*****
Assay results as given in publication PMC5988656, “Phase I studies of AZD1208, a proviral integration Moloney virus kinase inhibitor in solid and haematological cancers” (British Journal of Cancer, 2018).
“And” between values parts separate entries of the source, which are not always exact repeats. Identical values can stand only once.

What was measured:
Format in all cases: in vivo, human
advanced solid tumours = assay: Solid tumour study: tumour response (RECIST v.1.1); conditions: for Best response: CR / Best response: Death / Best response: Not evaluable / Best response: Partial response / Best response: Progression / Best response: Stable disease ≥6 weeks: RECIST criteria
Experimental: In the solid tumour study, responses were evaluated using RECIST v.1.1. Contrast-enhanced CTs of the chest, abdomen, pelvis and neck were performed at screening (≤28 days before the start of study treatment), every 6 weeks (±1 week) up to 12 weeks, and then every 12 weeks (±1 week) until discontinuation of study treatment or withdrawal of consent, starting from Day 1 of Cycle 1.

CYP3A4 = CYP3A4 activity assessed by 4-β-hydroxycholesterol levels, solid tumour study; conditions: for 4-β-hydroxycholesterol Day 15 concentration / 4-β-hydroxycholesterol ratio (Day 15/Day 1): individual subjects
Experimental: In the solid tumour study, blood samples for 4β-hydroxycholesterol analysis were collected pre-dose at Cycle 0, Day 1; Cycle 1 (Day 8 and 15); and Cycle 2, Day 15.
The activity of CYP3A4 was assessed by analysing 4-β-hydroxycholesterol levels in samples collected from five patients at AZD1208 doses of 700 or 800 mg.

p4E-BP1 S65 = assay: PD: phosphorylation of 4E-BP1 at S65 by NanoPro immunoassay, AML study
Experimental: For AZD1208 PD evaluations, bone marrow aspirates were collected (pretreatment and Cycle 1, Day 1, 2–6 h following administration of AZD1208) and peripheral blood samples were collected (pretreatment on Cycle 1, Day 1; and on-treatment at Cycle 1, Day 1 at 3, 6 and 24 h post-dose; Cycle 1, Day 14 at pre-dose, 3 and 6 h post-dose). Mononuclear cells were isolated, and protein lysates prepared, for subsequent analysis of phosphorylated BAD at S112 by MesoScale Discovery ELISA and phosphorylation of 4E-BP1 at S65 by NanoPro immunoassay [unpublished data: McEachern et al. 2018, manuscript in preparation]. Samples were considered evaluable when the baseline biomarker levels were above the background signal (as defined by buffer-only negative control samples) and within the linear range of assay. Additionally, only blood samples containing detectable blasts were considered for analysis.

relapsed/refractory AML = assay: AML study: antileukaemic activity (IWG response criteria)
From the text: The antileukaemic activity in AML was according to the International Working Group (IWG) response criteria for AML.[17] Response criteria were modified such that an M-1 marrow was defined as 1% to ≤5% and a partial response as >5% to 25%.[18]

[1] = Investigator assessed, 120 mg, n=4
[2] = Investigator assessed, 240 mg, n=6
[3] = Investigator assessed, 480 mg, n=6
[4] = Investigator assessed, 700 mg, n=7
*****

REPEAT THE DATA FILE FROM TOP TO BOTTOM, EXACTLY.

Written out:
Assay results as given in publication PMC5988656, “Phase I studies of AZD1208, a proviral integration Moloney virus kinase inhibitor in solid and haematological cancers” (British Journal of Cancer, 2018).
“And” between values parts separate entries of the source, which are not always exact repeats. Identical values can stand only once.

What was measured:
Format in all cases: in vivo, human
advanced solid tumours = assay: Solid tumour study: tumour response (RECIST v.1.1); conditions: for Best response: CR / Best response: Death / Best response: Not evaluable / Best response: Partial response / Best response: Progression / Best response: Stable disease ≥6 weeks: RECIST criteria
Experimental: In the solid tumour study, responses were evaluated using RECIST v.1.1. Contrast-enhanced CTs of the chest, abdomen, pelvis and neck were performed at screening (≤28 days before the start of study treatment), every 6 weeks (±1 week) up to 12 weeks, and then every 12 weeks (±1 week) until discontinuation of study treatment or withdrawal of consent, starting from Day 1 of Cycle 1.

CYP3A4 = CYP3A4 activity assessed by 4-β-hydroxycholesterol levels, solid tumour study; conditions: for 4-β-hydroxycholesterol Day 15 concentration / 4-β-hydroxycholesterol ratio (Day 15/Day 1): individual subjects
Experimental: In the solid tumour study, blood samples for 4β-hydroxycholesterol analysis were collected pre-dose at Cycle 0, Day 1; Cycle 1 (Day 8 and 15); and Cycle 2, Day 15.
The activity of CYP3A4 was assessed by analysing 4-β-hydroxycholesterol levels in samples collected from five patients at AZD1208 doses of 700 or 800 mg.

p4E-BP1 S65 = assay: PD: phosphorylation of 4E-BP1 at S65 by NanoPro immunoassay, AML study
Experimental: For AZD1208 PD evaluations, bone marrow aspirates were collected (pretreatment and Cycle 1, Day 1, 2–6 h following administration of AZD1208) and peripheral blood samples were collected (pretreatment on Cycle 1, Day 1; and on-treatment at Cycle 1, Day 1 at 3, 6 and 24 h post-dose; Cycle 1, Day 14 at pre-dose, 3 and 6 h post-dose). Mononuclear cells were isolated, and protein lysates prepared, for subsequent analysis of phosphorylated BAD at S112 by MesoScale Discovery ELISA and phosphorylation of 4E-BP1 at S65 by NanoPro immunoassay [unpublished data: McEachern et al. 2018, manuscript in preparation]. Samples were considered evaluable when the baseline biomarker levels were above the background signal (as defined by buffer-only negative control samples) and within the linear range of assay. Additionally, only blood samples containing detectable blasts were considered for analysis.

relapsed/refractory AML = assay: AML study: antileukaemic activity (IWG response criteria)
From the text: The antileukaemic activity in AML was according to the International Working Group (IWG) response criteria for AML.[17] Response criteria were modified such that an M-1 marrow was defined as 1% to ≤5% and a partial response as >5% to 25%.[18]

[1] = Investigator assessed, 120 mg, n=4
[2] = Investigator assessed, 240 mg, n=6
[3] = Investigator assessed, 480 mg, n=6
[4] = Investigator assessed, 700 mg, n=7